These bodies of troops, being from different colonies, were independent of each other, and had their several commanders. Those from New Hampshire were instructed to obey General Ward as commander-in-chief; with the rest, it was a voluntary act, rendered in consideration of his being military chief of Massachusetts, the province which, as allies, they came to defend. There was, in fact, but little organization in the army. Nothing kept it together, and gave it unity of action, but a common feeling of exasperated patriotism.

The troops knew but little of military discipline. Almost all were familiar with the use of fire-arms in hunting and fowling; many had served in frontier campaigns against the French, and in "bush-fighting" with the Indians; but none were acquainted with regular service or the discipline of European armies. There was a regiment of artillery, partly organized by Colonel Gridley, a skilful engineer, and furnished with nine field-pieces; but the greater part of the troops were without military dress or accoutrements; most of them were hasty levies of yeomanry, some of whom had seized their rifles and fowling-pieces, and turned out in their working clothes and homespun country garbs. It was an army of volunteers, subordinate through inclination and respect to officers of their own choice, and depending for sustenance on supplies sent from, their several towns.

Such was the army spread over an extent of ten or twelve miles, and keeping watch upon the town of Boston, containing at that time a population of seventeen thousand souls, and garrisoned with more than ten thousand British troops, disciplined and experienced in the wars of Europe.

In the disposition of these forces, General Ward had stationed himself at Cambridge, with the main body of about nine thousand men and four companies of artillery. Lieutenant-general Thomas, second in command, was posted, with five thousand Massachusetts, Connecticut and Rhode Island troops, and three or four companies of artillery, at Roxbury and Dorchester, forming the right wing of the army; while the left, composed in a great measure of New Hampshire troops, stretched through Medford to the hills of Chelsea.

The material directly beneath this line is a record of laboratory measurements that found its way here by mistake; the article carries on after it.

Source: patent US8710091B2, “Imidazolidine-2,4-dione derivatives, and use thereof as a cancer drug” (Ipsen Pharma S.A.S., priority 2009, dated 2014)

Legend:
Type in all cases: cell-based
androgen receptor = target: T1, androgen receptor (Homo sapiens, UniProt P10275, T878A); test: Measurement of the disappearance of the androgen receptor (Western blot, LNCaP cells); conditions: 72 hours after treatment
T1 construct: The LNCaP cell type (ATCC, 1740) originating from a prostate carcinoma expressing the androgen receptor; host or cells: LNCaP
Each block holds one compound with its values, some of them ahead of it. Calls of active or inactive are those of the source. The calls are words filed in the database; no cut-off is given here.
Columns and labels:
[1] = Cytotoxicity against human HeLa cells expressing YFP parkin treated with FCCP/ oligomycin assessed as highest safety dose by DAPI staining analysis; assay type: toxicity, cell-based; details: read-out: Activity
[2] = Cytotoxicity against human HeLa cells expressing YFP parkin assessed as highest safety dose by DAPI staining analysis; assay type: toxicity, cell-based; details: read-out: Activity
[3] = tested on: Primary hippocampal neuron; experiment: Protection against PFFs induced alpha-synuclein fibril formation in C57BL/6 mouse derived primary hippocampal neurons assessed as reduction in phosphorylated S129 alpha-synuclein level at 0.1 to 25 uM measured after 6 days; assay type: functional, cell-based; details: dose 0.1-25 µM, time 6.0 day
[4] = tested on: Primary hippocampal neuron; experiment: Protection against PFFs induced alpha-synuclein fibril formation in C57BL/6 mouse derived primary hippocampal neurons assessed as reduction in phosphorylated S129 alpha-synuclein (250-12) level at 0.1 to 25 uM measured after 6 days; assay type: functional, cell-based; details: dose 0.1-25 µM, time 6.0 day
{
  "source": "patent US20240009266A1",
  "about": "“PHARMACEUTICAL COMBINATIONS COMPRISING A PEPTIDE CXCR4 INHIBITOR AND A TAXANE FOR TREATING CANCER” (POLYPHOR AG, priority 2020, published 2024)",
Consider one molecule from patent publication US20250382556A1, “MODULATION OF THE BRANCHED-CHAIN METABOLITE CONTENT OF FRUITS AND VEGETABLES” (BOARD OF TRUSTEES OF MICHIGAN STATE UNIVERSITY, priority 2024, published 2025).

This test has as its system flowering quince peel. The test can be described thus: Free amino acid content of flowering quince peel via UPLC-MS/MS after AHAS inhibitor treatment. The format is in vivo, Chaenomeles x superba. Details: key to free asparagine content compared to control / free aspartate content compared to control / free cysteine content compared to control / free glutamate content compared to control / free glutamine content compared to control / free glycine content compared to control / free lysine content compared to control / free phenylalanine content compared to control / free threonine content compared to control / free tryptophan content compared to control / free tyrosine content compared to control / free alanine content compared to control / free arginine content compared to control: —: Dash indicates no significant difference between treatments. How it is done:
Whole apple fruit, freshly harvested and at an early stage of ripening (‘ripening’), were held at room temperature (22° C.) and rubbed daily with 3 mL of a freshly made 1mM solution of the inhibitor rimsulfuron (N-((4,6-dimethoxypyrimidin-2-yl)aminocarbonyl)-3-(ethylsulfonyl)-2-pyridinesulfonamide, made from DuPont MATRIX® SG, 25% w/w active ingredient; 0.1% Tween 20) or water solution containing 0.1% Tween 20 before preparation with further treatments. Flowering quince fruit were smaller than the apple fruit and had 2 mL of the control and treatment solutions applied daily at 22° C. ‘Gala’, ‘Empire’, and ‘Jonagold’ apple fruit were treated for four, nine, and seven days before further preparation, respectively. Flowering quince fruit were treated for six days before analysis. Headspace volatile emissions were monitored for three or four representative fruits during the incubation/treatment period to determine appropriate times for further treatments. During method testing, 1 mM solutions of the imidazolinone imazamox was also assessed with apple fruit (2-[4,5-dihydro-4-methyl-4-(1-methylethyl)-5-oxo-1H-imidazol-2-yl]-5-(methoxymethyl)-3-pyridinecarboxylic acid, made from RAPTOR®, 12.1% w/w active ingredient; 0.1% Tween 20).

It was a great annoyance to the British officers and soldiers, to be thus hemmed in by what they termed a rustic rout with calico frocks and fowling-pieces. The same scornful and taunting spirit prevailed among them, that the cavaliers of yore indulged toward the Covenanters. Considering episcopacy as the only loyal and royal faith, they insulted and desecrated the "sectarian" places of worship. One was turned into a riding school for the cavalry, and the fire in the stove was kindled with books from the library of its pastor. The Provincials retaliated by turning the Episcopal church at Cambridge into a barrack, and melting down its organ-pipes into bullets.

Both parties panted for action; the British through impatience of their humiliating position, and an eagerness to chastise what they considered the presumption of their besiegers; the Provincials through enthusiasm in their cause, a thirst for enterprise and exploit, and, it must be added, an unconsciousness of their own military deficiencies.